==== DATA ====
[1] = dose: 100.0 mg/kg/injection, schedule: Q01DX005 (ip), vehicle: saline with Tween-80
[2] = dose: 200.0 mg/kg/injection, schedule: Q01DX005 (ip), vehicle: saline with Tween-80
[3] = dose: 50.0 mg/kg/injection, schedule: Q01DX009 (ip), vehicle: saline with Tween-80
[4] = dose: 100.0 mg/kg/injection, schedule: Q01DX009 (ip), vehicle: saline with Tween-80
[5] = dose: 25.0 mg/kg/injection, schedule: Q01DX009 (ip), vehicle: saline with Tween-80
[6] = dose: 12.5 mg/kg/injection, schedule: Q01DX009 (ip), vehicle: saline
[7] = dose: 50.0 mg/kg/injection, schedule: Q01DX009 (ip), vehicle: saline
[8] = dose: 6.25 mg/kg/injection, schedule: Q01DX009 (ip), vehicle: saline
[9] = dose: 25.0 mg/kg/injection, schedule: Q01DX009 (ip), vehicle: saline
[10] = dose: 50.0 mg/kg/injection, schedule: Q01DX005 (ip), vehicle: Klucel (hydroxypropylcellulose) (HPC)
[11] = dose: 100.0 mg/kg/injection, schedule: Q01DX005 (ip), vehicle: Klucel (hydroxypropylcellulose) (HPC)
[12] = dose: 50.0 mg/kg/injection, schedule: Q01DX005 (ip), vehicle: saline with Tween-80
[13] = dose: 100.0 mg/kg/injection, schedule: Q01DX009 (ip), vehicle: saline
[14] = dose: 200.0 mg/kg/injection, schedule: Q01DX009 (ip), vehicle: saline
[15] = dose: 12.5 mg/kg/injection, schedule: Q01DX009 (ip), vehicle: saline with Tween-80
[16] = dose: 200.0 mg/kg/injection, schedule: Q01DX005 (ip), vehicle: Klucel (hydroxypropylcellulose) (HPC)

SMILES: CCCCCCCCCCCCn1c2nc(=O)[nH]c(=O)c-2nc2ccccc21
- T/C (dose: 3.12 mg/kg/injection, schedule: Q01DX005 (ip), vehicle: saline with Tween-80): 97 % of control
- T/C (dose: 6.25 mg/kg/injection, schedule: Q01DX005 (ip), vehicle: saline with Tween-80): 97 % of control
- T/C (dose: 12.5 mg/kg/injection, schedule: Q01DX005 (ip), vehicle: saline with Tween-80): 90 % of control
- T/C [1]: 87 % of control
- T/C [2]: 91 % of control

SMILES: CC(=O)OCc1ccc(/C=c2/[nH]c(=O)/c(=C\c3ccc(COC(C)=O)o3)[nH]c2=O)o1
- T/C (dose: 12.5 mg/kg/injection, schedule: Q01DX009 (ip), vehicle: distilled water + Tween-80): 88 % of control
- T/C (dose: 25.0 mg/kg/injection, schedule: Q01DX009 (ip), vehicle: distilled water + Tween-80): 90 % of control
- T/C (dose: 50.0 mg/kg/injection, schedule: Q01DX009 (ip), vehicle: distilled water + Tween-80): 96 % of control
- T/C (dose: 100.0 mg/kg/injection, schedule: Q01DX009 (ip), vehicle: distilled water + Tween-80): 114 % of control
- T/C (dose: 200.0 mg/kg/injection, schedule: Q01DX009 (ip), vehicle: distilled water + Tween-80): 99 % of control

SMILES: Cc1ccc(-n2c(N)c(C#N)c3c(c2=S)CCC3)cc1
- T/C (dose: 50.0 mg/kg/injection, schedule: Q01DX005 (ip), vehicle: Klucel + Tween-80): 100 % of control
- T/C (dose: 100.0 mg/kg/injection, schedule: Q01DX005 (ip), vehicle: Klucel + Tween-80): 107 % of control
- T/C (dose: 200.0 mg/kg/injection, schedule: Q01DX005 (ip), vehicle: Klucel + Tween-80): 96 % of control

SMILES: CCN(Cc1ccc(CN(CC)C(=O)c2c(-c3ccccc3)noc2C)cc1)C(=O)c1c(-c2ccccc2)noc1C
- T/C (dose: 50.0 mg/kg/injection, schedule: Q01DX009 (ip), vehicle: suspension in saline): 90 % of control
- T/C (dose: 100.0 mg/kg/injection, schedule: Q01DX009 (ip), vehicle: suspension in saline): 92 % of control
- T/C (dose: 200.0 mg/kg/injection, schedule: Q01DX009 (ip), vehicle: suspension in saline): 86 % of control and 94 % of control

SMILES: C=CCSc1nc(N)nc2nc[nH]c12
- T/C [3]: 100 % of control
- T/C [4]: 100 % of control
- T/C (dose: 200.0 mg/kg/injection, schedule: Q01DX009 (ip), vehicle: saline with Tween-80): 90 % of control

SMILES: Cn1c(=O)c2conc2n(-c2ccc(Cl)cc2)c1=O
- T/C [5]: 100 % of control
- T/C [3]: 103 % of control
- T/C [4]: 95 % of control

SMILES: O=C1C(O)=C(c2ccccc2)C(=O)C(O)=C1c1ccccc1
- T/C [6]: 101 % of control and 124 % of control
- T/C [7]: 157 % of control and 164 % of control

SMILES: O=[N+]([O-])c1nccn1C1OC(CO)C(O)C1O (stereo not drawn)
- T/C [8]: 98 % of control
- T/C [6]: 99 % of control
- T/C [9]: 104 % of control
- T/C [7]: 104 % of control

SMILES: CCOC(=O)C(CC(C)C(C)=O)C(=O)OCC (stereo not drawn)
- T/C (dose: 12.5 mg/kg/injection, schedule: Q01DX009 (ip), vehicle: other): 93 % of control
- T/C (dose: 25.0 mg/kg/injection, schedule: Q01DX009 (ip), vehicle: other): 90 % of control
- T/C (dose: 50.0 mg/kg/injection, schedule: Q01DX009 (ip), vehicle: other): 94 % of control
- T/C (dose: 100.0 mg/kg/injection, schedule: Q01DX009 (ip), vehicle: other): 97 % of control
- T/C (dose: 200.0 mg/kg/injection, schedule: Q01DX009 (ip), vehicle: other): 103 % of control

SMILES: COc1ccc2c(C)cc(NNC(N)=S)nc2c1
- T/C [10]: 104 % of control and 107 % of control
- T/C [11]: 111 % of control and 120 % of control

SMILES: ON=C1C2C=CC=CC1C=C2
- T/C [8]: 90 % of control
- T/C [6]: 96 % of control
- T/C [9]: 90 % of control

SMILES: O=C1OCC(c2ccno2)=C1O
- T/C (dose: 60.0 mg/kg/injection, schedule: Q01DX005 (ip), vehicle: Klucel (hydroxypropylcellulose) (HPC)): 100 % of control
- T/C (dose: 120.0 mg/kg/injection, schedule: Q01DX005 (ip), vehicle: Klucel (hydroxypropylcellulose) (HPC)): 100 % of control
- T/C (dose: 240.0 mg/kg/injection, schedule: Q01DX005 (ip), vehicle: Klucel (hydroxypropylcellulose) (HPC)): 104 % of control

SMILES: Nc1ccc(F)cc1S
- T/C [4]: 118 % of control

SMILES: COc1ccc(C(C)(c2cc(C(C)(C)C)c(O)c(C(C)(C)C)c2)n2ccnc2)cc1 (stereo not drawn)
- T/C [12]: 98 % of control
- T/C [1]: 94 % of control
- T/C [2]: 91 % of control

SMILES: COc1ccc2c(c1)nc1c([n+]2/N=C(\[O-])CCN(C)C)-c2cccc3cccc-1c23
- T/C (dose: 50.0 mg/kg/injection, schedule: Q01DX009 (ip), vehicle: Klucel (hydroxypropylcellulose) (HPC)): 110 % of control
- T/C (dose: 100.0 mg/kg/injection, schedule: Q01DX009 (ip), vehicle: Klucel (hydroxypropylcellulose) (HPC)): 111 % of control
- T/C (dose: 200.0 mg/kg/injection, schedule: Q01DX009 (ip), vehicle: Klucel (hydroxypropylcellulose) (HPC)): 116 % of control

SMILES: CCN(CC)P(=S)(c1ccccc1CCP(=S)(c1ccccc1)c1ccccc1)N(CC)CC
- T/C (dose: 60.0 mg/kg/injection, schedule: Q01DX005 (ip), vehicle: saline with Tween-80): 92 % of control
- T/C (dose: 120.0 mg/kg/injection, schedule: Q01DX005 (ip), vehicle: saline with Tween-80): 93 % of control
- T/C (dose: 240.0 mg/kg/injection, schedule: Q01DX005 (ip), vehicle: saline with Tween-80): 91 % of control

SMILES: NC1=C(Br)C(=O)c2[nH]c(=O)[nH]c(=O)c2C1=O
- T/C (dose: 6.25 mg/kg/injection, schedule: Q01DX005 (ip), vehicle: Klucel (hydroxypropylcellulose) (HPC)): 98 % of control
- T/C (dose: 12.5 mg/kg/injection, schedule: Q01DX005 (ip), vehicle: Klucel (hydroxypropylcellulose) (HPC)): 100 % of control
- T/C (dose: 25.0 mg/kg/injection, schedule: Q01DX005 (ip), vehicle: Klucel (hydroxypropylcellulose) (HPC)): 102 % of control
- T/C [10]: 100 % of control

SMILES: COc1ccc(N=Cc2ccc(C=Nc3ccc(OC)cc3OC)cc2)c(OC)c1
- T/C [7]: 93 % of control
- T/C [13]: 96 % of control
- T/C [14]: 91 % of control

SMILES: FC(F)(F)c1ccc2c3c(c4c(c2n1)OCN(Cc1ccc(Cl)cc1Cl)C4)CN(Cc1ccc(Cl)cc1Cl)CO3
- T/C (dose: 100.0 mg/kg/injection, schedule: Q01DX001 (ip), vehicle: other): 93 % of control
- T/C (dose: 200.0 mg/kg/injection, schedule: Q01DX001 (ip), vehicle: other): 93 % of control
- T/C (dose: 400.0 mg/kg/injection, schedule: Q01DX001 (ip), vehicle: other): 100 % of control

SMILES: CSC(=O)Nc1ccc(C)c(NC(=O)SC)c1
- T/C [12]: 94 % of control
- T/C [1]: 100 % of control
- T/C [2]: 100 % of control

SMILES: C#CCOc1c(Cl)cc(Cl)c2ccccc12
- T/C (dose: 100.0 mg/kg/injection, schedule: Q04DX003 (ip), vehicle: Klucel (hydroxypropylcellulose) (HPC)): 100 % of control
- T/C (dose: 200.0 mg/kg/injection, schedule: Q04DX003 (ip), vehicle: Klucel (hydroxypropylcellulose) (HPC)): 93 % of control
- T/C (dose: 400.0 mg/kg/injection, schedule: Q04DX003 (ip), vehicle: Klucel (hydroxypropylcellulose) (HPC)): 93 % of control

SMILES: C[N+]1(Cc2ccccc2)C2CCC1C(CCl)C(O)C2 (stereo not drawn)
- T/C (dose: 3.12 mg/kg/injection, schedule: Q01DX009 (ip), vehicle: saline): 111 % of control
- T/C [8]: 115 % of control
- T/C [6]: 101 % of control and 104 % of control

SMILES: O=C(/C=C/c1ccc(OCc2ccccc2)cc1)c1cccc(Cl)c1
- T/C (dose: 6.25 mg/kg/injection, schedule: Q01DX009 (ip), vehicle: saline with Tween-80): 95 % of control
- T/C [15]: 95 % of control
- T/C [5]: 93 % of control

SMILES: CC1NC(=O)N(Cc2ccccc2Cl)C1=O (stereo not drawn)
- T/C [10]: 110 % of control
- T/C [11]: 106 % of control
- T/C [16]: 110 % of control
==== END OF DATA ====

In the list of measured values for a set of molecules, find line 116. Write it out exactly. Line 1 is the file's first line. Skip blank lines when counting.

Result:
- T/C [16]: 110 % of control